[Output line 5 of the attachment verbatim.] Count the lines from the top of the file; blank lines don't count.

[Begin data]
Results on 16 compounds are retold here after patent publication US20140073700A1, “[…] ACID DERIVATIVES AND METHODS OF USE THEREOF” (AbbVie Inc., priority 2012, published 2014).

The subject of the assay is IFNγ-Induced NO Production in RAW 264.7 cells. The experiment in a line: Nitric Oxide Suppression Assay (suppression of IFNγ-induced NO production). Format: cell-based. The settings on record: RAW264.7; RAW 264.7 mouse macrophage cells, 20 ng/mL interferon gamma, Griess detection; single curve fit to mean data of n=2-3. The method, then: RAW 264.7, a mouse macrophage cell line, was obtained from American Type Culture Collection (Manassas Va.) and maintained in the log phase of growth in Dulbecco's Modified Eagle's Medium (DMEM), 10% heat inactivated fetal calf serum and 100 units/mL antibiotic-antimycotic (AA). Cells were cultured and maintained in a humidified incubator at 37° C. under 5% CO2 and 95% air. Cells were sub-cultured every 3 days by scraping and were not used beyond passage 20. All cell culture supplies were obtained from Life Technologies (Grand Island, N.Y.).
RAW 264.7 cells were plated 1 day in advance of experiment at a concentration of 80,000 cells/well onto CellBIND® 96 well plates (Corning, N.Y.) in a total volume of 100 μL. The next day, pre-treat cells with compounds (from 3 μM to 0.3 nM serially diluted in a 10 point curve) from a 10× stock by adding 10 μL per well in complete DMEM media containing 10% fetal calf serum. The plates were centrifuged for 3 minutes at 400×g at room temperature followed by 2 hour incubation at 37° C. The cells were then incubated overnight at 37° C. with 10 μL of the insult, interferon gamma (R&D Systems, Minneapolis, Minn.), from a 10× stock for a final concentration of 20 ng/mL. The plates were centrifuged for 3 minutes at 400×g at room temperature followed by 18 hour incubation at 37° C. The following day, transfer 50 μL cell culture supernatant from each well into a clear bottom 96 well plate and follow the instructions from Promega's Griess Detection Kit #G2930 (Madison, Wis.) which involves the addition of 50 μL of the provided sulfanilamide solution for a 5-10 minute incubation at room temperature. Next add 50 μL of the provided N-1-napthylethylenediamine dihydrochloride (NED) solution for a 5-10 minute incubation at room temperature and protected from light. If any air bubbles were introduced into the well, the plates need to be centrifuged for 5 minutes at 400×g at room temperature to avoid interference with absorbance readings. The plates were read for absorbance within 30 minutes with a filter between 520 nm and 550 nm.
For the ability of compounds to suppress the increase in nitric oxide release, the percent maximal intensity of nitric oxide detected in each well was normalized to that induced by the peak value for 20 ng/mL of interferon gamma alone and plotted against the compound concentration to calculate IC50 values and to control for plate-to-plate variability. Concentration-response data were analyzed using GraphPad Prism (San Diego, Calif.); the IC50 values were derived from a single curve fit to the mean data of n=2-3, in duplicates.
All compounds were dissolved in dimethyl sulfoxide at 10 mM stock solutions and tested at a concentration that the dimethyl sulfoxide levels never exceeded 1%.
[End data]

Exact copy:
All compounds were dissolved in dimethyl sulfoxide at 10 mM stock solutions and tested at a concentration that the dimethyl sulfoxide levels never exceeded 1%.